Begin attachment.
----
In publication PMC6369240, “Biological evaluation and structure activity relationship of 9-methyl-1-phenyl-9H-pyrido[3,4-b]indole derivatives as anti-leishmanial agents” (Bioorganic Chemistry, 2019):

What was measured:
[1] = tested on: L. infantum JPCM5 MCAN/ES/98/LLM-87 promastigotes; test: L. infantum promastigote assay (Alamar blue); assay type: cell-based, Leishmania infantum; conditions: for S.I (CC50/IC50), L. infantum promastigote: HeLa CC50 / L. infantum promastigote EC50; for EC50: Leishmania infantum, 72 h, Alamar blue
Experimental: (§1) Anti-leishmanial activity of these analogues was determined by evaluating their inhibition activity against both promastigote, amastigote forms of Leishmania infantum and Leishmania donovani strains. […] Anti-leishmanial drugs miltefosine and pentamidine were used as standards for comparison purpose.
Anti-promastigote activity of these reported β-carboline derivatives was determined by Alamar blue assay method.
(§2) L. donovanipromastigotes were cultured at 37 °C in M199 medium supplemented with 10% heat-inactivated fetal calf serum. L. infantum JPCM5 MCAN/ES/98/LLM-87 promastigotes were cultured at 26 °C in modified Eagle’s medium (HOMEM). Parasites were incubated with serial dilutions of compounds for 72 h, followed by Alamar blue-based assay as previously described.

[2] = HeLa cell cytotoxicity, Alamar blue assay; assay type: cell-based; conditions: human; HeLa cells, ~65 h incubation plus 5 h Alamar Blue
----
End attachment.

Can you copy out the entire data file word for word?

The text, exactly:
In publication PMC6369240, “Biological evaluation and structure activity relationship of 9-methyl-1-phenyl-9H-pyrido[3,4-b]indole derivatives as anti-leishmanial agents” (Bioorganic Chemistry, 2019):

What was measured:
[1] = tested on: L. infantum JPCM5 MCAN/ES/98/LLM-87 promastigotes; test: L. infantum promastigote assay (Alamar blue); assay type: cell-based, Leishmania infantum; conditions: for S.I (CC50/IC50), L. infantum promastigote: HeLa CC50 / L. infantum promastigote EC50; for EC50: Leishmania infantum, 72 h, Alamar blue
Experimental: (§1) Anti-leishmanial activity of these analogues was determined by evaluating their inhibition activity against both promastigote, amastigote forms of Leishmania infantum and Leishmania donovani strains. […] Anti-leishmanial drugs miltefosine and pentamidine were used as standards for comparison purpose.
Anti-promastigote activity of these reported β-carboline derivatives was determined by Alamar blue assay method.
(§2) L. donovanipromastigotes were cultured at 37 °C in M199 medium supplemented with 10% heat-inactivated fetal calf serum. L. infantum JPCM5 MCAN/ES/98/LLM-87 promastigotes were cultured at 26 °C in modified Eagle’s medium (HOMEM). Parasites were incubated with serial dilutions of compounds for 72 h, followed by Alamar blue-based assay as previously described.

[2] = HeLa cell cytotoxicity, Alamar blue assay; assay type: cell-based; conditions: human; HeLa cells, ~65 h incubation plus 5 h Alamar Blue